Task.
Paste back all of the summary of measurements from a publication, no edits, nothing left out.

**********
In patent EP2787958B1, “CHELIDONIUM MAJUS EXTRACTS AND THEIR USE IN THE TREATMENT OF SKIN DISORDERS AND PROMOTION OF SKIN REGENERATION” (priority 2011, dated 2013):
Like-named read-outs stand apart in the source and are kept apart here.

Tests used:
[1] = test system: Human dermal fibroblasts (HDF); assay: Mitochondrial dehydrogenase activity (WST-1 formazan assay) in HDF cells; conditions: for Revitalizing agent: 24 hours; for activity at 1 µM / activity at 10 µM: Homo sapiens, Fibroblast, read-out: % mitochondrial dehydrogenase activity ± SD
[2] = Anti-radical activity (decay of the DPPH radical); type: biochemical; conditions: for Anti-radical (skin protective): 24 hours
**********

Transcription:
In patent EP2787958B1, “CHELIDONIUM MAJUS EXTRACTS AND THEIR USE IN THE TREATMENT OF SKIN DISORDERS AND PROMOTION OF SKIN REGENERATION” (priority 2011, dated 2013):
Like-named read-outs stand apart in the source and are kept apart here.

Tests used:
[1] = test system: Human dermal fibroblasts (HDF); assay: Mitochondrial dehydrogenase activity (WST-1 formazan assay) in HDF cells; conditions: for Revitalizing agent: 24 hours; for activity at 1 µM / activity at 10 µM: Homo sapiens, Fibroblast, read-out: % mitochondrial dehydrogenase activity ± SD
[2] = Anti-radical activity (decay of the DPPH radical); type: biochemical; conditions: for Anti-radical (skin protective): 24 hours